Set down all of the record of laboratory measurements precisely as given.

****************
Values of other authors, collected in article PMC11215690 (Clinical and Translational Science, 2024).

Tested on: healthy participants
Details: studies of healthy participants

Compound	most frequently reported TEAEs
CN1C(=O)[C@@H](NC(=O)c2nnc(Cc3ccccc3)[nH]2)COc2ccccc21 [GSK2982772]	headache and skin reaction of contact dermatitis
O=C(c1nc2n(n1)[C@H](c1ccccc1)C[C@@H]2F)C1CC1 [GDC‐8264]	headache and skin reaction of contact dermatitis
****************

Values of other authors, collected in article PMC11215690 (Clinical and Translational Science, 2024).

Tested on: healthy participants
Details: studies of healthy participants

Compound	most frequently reported TEAEs
CN1C(=O)[C@@H](NC(=O)c2nnc(Cc3ccccc3)[nH]2)COc2ccccc21 [GSK2982772]	headache and skin reaction of contact dermatitis
O=C(c1nc2n(n1)[C@H](c1ccccc1)C[C@@H]2F)C1CC1 [GDC‐8264]	headache and skin reaction of contact dermatitis